A trio of tropical diseases
In November, the news website Vox published a fascinating story: Travel writer Henry Wismayer’s personal experience of getting typhoid, dengue, and schistosomiasis in the same year. His story piqued our interest – after all, one of our goals is to prevent these illnesses in travellers.
Here’s a summary of the story, although we encourage you to read the full article on Vox.
While travelling in Uttarakhand, India, Wismayer fell ill with typhoid but recovered with rest and treatment with antibiotics. A few weeks later in Hue, Vietnam, he came down with a severe bout of dengue fever and was hospitalized for two weeks. (If you’ve ever doubted the importance of preventing mosquito bites, Wismayer’s graphic description of dengue fever will have you reaching for the mosquito repellent.) He recovered and returned to the UK, only to discover that he had contracted schistosomiasis during an earlier visit to Africa’s Great Lakes region.
Being hospitalized in Hue was a reality check for Wismayer. After he recovered from the worst of the fever, he was haunted by what he saw through the window of his private room, a ward where dozens of local patients lay waiting for care from overworked nurses. He also recognized the global burden of neglected tropical diseases (NTDs), which affect over one billion people worldwide. Wismayer puts the spotlight on his privilege as a traveller and disparities in healthcare.
These unfortunate experiences prompted him to consider travel, health, and NTDs from a different perspective. Wismayer forces us to ask ourselves: What role do travellers play in global health?
Acknowledging privilege is not about making travellers feel guilty. It’s about being conscious of what we can do to improve healthcare in the communities we visit.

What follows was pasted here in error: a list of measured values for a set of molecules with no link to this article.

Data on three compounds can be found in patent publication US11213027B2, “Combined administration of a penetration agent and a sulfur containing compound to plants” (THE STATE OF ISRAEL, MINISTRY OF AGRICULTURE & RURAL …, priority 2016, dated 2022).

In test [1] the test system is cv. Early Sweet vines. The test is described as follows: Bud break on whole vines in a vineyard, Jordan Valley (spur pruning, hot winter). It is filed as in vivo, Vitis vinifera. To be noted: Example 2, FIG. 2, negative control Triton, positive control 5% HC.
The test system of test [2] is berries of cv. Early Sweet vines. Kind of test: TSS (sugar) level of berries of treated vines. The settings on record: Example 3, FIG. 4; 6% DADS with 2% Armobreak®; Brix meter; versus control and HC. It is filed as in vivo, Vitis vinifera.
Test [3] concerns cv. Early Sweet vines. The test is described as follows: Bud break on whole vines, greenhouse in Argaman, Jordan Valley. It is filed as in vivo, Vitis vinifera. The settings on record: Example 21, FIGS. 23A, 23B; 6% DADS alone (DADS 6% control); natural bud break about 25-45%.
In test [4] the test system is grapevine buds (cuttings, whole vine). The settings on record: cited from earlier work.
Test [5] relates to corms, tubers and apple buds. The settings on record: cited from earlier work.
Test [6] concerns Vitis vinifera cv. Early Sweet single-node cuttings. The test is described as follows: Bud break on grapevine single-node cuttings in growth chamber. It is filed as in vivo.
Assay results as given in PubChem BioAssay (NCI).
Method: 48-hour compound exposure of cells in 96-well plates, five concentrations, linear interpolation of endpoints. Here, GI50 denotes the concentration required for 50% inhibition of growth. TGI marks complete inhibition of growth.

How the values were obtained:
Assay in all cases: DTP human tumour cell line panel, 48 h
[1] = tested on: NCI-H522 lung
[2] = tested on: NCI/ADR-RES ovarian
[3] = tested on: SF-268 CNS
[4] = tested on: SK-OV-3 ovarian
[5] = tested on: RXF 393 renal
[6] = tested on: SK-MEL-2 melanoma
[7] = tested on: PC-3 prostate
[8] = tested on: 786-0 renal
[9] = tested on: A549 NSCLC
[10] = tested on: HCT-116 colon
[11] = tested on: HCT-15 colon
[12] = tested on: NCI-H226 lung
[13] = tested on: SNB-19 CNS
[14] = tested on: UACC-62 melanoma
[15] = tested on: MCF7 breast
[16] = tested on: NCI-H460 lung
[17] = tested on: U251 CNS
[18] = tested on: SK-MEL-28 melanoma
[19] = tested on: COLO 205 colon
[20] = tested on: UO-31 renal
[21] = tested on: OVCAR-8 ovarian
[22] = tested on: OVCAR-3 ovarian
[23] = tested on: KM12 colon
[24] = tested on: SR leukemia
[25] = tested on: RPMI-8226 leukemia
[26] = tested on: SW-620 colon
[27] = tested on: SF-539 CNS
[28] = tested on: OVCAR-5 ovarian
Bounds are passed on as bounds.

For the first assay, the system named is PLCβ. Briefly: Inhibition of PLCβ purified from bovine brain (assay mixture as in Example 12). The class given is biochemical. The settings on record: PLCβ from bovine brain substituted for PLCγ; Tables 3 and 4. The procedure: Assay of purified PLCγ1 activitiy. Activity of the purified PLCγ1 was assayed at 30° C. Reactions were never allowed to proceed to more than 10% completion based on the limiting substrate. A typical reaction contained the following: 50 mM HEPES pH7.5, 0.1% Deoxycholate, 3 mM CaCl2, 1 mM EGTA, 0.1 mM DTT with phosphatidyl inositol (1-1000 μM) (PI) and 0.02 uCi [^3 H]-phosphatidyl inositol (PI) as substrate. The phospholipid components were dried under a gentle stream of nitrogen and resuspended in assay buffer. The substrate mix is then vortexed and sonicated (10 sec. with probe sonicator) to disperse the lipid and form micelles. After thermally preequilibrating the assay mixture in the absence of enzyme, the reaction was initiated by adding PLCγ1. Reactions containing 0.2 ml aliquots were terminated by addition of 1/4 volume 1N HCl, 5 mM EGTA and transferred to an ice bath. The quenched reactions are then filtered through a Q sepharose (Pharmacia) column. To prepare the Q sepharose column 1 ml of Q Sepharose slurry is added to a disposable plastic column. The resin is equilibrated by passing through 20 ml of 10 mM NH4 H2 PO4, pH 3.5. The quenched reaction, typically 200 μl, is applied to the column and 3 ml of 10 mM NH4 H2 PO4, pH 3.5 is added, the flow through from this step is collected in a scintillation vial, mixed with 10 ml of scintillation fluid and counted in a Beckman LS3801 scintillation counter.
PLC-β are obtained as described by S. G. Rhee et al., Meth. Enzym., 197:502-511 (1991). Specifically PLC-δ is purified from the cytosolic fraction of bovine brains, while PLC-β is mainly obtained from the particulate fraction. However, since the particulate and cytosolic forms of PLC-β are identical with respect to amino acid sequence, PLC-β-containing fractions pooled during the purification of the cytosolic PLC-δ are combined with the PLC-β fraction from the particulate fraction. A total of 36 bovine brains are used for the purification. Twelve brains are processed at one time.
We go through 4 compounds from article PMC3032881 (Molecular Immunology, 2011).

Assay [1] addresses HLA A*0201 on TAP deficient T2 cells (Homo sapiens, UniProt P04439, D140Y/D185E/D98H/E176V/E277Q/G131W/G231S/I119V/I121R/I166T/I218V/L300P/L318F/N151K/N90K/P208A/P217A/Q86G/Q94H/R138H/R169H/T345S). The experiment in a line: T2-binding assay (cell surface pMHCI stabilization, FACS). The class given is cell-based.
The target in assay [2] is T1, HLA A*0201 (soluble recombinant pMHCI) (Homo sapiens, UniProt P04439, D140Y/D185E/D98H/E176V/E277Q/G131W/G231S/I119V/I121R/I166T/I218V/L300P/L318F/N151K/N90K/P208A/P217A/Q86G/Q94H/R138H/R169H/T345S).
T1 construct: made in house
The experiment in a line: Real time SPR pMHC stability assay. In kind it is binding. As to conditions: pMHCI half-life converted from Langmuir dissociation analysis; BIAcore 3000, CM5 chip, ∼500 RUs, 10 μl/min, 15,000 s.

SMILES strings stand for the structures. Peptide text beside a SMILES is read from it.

To a certain degree, all travellers are privileged. We have options if we fall ill: For a minor illness, we can choose to seek treatment in a different clinic, city, or country. We may also be privileged in the local healthcare system. When visiting another country (particularly low or middle income countries), travellers may receive a higher standard of care, more attention, or more medical resources than local patients. With resources like hospital beds, clean needles, medication, and staff time in short supply in many places, a hospitalized traveller can put additional stress on the local health system.
Responsible travel and your health footprint
Focus on staying healthy when you travel so that you can leave the smallest health footprint behind. We define it as the amount of local health resources you use during your trip. There are two ways to minimize your health footprint: Being informed about health risks and being proactive about preventing them.
There will always be instances when travellers fall ill abroad, but preventing illnesses when possible helps us avoid using scarce medical resources unnecessarily. You can take steps to travel responsibly by getting the recommended vaccines, taking insect bite prevention measures, and taking appropriate antimalarials if they’re recommended for your trip.
In many countries, disparities in healthcare are also worsened by clinicians’ limited access to continuing medical education. As part of our effort to advance global health, we award travel medicine scholarships to doctors and nurses from countries where travel medicine is not a well-established field. Scholars go abroad to study and train in travel medicine. Upon completing their course, they return to their home countries to train their colleagues in travel medicine, improving healthcare for local patients and travellers. This is where IAMAT scholarships differ from typical programs in tropical medicine: Our scholars are directly combatting brain drain by bringing knowledge back to their communities and building capacity in the local health system.
Henry Wismayer’s story is a powerful reminder of how travel is intricately connected to global health. At IAMAT, we counsel travellers to be proactive: You can stay healthy and leave the smallest health footprint behind by being informed about health risks and taking precautions during travel.
What role will you play in global health?
By Daphne Hendsbee.
Photo by Judith Purcell.